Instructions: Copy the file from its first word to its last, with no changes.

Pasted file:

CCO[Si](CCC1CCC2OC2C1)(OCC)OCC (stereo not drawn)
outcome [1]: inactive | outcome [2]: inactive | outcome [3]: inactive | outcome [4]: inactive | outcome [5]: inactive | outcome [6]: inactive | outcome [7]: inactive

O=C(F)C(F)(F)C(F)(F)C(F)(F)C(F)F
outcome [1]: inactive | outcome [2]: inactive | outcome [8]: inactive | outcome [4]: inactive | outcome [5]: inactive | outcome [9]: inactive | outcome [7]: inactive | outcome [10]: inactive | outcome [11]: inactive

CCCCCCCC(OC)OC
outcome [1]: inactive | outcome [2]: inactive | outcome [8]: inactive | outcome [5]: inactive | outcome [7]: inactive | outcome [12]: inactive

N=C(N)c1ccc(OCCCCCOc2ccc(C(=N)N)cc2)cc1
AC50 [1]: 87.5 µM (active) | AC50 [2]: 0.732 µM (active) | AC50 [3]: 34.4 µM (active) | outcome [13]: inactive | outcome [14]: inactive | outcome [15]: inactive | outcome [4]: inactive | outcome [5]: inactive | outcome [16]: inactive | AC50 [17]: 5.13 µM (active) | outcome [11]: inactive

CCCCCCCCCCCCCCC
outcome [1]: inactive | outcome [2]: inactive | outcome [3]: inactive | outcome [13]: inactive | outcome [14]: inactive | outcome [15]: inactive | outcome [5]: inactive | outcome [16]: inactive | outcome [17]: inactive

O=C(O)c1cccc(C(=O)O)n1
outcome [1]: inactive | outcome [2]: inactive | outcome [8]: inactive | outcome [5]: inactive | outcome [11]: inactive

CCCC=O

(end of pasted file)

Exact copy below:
CCO[Si](CCC1CCC2OC2C1)(OCC)OCC (stereo not drawn)
outcome [1]: inactive | outcome [2]: inactive | outcome [3]: inactive | outcome [4]: inactive | outcome [5]: inactive | outcome [6]: inactive | outcome [7]: inactive

O=C(F)C(F)(F)C(F)(F)C(F)(F)C(F)F
outcome [1]: inactive | outcome [2]: inactive | outcome [8]: inactive | outcome [4]: inactive | outcome [5]: inactive | outcome [9]: inactive | outcome [7]: inactive | outcome [10]: inactive | outcome [11]: inactive

CCCCCCCC(OC)OC
outcome [1]: inactive | outcome [2]: inactive | outcome [8]: inactive | outcome [5]: inactive | outcome [7]: inactive | outcome [12]: inactive

N=C(N)c1ccc(OCCCCCOc2ccc(C(=N)N)cc2)cc1
AC50 [1]: 87.5 µM (active) | AC50 [2]: 0.732 µM (active) | AC50 [3]: 34.4 µM (active) | outcome [13]: inactive | outcome [14]: inactive | outcome [15]: inactive | outcome [4]: inactive | outcome [5]: inactive | outcome [16]: inactive | AC50 [17]: 5.13 µM (active) | outcome [11]: inactive

CCCCCCCCCCCCCCC
outcome [1]: inactive | outcome [2]: inactive | outcome [3]: inactive | outcome [13]: inactive | outcome [14]: inactive | outcome [15]: inactive | outcome [5]: inactive | outcome [16]: inactive | outcome [17]: inactive

O=C(O)c1cccc(C(=O)O)n1
outcome [1]: inactive | outcome [2]: inactive | outcome [8]: inactive | outcome [5]: inactive | outcome [11]: inactive

CCCC=O